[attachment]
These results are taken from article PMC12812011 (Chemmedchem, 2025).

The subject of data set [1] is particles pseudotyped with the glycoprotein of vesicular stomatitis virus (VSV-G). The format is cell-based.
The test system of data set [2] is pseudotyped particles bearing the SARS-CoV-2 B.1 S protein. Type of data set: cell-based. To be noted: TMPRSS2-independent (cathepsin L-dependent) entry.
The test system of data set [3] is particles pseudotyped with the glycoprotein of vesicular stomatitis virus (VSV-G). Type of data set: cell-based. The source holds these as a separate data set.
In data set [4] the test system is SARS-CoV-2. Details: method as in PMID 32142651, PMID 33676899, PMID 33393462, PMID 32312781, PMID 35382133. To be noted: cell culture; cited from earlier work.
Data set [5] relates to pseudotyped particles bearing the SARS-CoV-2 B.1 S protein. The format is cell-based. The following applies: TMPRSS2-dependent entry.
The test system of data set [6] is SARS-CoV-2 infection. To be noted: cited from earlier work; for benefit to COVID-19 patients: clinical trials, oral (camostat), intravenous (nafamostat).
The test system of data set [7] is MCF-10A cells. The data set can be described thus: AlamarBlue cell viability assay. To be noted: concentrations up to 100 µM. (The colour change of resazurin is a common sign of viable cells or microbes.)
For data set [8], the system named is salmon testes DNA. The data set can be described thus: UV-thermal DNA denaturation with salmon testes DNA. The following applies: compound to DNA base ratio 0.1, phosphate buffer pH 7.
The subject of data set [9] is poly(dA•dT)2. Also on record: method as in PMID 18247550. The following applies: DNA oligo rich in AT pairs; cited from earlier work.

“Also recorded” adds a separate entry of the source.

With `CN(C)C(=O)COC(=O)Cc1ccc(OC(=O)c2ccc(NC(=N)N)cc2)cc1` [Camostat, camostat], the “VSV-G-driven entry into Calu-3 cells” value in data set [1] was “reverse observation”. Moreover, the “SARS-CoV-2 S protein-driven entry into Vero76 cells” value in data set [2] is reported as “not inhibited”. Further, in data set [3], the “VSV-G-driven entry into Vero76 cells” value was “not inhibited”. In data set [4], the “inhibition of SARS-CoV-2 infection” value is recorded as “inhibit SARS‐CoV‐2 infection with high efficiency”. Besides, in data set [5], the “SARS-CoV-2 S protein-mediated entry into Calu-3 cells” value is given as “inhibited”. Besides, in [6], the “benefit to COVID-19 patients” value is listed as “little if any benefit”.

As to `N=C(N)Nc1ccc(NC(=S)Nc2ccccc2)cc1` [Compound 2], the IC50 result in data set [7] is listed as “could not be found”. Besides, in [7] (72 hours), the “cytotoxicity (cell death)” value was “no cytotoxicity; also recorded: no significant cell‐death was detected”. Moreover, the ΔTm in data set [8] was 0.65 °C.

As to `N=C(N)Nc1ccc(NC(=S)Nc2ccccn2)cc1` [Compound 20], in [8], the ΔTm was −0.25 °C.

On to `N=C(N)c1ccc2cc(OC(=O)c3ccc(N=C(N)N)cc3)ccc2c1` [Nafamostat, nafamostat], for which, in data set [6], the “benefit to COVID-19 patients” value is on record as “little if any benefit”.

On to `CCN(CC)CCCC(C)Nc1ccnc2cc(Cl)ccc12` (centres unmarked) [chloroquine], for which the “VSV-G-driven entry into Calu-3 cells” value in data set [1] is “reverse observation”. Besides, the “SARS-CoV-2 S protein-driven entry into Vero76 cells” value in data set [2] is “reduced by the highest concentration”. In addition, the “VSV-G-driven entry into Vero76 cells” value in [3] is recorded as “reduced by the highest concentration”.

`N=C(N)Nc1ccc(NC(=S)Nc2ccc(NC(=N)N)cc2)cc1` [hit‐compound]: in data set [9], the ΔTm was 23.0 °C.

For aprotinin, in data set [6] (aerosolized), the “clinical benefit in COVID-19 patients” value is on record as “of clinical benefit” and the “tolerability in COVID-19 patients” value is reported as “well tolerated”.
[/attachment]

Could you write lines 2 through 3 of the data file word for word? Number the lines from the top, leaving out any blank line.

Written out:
The subject of data set [1] is particles pseudotyped with the glycoprotein of vesicular stomatitis virus (VSV-G). The format is cell-based.
The test system of data set [2] is pseudotyped particles bearing the SARS-CoV-2 B.1 S protein. Type of data set: cell-based. To be noted: TMPRSS2-independent (cathepsin L-dependent) entry.